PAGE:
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Pass It Forward

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What’s your first memory of planting something and watching it grow? Did your mother make you pull weeds in the garden, or help you gather eggs, tomatoes or flowers? I remember making a hill of soil in the garden and planting squash seeds, then seeing the sprouts and plants growing each day. Amazing! I remember pulling Bermuda grass from the rose beds and not being happy about that at all! But working with my mother then brings happy memories now. What do we pass on to others, and what difference does it make?

My children gardened with me and, usually pretty reluctantly, pulled weeds from our gardens. We’ve always had a garden of some kind, even in our apartment in Berkeley. We created a little garden back of the units (turns out tomatoes don’t really like that coastal climate, but lemongrass thrives). I wouldn’t say that our kids obviously loved gardening, but now, in their thirties, both are avid growers of cacti, flowers and even vegetables. It amazes me! We made a difference.

What we do with others, especially children, is powerful! Working with youth, planting a vegetable garden, you hear things like “My grandmother told me that you always make a hill when planting squash!” Or “My mother and I would go along the hills near our house and pick blackberries and bring them home. They were SO good!” Walking through a preschool, the children would show me the little radishes coming up in the cups that the teachers had helped them plant. And one of my neighbor’s little girls showed me the mini pond environment that she’d made with her mom for the pollywogs! These are lifetimes memories and they’ll pass on through generations.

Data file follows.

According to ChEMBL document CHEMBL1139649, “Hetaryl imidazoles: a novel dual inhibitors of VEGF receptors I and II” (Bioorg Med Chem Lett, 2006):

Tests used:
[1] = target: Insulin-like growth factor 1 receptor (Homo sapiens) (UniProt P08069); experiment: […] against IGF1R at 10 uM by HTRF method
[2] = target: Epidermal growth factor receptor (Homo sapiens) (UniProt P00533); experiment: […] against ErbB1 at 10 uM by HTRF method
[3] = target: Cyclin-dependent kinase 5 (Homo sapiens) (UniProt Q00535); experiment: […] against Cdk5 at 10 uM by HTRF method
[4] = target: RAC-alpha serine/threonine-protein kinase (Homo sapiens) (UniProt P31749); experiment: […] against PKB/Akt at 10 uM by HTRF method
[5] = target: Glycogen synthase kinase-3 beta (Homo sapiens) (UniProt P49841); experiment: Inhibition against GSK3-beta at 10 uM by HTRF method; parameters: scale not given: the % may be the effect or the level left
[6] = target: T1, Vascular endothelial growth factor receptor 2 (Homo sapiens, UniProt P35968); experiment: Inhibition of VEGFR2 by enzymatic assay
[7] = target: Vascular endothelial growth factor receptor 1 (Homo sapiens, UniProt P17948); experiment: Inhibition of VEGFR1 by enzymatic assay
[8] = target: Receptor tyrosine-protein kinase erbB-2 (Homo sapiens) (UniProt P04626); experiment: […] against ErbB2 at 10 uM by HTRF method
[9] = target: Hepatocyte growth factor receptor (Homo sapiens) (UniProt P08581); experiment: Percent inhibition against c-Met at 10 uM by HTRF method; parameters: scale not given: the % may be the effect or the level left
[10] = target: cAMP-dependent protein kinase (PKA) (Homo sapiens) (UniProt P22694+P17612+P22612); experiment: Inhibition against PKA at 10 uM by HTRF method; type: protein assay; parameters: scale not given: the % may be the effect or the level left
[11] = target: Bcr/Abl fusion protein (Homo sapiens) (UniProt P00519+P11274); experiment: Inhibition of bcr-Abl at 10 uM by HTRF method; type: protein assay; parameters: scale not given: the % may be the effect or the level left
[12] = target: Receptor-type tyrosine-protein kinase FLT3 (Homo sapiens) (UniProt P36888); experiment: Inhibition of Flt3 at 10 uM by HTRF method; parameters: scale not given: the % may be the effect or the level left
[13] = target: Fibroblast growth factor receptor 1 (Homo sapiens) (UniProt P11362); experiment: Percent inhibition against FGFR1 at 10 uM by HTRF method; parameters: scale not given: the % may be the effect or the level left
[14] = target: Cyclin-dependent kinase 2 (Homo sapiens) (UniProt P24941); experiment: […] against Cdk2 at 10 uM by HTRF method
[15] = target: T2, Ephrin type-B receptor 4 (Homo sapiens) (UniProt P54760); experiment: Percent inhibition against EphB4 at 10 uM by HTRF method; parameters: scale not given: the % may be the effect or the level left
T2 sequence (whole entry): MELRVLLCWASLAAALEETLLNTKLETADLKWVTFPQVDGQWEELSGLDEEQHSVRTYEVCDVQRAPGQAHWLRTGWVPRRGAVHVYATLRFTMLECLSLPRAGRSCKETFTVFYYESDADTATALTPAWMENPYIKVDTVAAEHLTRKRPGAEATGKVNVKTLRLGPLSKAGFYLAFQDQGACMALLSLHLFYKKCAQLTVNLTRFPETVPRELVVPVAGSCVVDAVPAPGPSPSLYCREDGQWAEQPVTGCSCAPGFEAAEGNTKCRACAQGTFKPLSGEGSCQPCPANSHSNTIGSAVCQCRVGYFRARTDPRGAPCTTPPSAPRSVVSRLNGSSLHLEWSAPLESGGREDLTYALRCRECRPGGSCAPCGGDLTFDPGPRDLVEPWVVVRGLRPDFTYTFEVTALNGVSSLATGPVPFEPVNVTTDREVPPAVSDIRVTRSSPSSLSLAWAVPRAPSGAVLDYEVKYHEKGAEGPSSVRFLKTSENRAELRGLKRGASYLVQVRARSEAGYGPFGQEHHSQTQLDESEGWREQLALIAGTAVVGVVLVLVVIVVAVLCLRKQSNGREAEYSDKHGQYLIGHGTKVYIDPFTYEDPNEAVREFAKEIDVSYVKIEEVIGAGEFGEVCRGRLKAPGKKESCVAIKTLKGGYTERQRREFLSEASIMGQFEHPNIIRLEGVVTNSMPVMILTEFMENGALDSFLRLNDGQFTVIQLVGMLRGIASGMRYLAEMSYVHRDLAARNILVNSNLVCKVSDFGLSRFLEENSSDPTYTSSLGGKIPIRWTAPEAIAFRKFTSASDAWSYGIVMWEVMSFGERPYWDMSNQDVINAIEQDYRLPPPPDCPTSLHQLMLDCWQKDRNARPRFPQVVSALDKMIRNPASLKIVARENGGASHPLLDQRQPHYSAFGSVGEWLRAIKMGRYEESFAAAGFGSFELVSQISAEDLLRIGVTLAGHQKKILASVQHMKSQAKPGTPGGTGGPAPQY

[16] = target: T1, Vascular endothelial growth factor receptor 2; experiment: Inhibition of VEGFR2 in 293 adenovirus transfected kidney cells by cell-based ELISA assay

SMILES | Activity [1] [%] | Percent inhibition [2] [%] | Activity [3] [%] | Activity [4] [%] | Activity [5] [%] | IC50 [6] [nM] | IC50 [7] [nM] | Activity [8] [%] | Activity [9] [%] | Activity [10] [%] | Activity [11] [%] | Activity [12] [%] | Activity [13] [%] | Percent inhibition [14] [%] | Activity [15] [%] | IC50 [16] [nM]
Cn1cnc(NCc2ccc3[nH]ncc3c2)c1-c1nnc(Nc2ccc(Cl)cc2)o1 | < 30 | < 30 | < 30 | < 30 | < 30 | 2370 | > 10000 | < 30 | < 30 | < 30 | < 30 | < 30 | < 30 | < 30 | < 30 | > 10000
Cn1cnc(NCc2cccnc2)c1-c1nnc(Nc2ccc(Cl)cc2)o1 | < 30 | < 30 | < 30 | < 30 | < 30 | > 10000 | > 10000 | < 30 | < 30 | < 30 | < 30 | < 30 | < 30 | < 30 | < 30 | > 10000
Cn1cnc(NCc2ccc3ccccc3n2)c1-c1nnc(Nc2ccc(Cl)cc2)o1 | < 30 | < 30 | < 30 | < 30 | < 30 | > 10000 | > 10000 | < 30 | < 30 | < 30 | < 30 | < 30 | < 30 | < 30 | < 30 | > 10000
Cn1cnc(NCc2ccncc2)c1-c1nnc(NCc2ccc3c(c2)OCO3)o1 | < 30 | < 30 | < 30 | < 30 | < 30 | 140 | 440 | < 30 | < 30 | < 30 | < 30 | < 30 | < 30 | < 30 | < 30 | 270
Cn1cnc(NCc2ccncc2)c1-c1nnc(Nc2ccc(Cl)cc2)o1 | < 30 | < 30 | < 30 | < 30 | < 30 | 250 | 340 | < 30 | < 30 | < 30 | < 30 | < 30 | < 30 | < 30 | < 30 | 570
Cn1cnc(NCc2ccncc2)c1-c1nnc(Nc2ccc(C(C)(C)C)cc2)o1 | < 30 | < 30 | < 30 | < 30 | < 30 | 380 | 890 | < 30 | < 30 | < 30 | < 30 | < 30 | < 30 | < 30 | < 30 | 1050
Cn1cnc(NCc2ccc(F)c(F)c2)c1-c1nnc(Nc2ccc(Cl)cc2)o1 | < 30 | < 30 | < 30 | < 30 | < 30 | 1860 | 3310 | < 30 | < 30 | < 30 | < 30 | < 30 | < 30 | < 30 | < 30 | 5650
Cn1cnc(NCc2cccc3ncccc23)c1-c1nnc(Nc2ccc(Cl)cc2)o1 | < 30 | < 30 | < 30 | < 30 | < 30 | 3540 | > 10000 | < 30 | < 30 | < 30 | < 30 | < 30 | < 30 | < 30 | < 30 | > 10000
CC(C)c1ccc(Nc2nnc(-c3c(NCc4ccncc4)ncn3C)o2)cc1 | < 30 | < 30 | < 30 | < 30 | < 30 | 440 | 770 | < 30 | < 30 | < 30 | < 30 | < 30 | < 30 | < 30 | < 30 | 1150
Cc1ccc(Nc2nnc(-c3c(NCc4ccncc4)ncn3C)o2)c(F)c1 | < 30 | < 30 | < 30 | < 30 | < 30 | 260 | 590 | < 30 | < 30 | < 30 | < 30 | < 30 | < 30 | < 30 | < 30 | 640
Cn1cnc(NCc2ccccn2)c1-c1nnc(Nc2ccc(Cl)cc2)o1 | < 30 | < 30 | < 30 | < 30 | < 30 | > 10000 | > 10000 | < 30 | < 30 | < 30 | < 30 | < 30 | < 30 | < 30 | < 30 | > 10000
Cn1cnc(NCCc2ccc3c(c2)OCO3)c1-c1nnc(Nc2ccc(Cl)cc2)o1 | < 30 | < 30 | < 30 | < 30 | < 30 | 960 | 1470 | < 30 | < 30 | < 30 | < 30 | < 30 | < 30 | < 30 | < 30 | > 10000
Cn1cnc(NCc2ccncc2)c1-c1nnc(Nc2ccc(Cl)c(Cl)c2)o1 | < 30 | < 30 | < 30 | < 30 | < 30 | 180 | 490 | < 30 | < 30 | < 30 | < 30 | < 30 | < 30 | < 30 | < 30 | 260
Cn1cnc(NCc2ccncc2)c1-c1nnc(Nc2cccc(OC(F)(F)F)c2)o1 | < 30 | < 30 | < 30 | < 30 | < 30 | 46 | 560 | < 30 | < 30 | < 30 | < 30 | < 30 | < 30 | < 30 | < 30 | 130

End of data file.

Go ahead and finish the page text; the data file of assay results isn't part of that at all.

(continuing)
We show others in little ways how to care for the earth, how fun it is to get a little dirty. Sharing time and conversations, stories, knowledge and hope:

• Creating a new Eagle Scout trail near Boonville, California, where we moved wild iris off the path and replanted them. Memories of poison oak, but the irises live on!
• Planting flowers with the church youth group provided a legacy for the young and twenty years of blooming enjoyment.
• Picking okra with my grandmother for dinner (not my favorite), but it’s an interesting plant and a fond memory.
• Working with youth planting the vegetables that they request and learning with them. Hot peppers that I cannot handle, but lots of teasing and laughter. The hotter the pepper the longer the time to maturity! Who knew?
• Passing on the miracle of a little seed coming up from the earth and growing into a giant pumpkin. I’ll remember that for a long time!
• And then there’s the UCCE Master Gardeners’ Demonstration Garden on the Dario Cassina High School campus in Sonora where gardeners pass on their love and knowledge of gardening.
Teachers, preschool, 4H, youth group, community gardens, UCCE Master Gardeners…people sharing their love of plants, growing good healthy food for the table, sharing with neighbors and getting vitamin D in the process. What lessons we are able to share and pass on. Peace, good will, tiny miracles, engagement, community and expanding our knowledge and love for one another. Pass it on!

Nancy Bliss is a University of California Cooperative Extension Master Gardener of Tuolumne County.